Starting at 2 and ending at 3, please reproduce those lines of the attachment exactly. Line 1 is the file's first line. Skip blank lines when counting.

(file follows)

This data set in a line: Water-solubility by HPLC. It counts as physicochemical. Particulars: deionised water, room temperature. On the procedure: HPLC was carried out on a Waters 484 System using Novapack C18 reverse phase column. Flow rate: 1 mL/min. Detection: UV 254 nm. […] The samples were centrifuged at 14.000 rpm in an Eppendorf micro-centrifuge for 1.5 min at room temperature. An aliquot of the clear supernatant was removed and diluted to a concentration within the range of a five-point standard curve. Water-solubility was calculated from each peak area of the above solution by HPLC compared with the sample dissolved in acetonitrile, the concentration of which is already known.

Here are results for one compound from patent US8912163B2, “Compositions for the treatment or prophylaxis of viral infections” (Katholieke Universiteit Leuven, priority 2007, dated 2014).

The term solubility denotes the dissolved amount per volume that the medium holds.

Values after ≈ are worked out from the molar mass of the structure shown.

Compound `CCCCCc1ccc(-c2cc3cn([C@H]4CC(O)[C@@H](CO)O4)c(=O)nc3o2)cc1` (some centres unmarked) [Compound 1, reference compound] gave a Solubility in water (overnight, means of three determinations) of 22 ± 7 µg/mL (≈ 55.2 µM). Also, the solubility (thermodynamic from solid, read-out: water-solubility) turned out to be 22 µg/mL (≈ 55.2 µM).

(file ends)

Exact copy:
Here are results for one compound from patent US8912163B2, “Compositions for the treatment or prophylaxis of viral infections” (Katholieke Universiteit Leuven, priority 2007, dated 2014).

The term solubility denotes the dissolved amount per volume that the medium holds.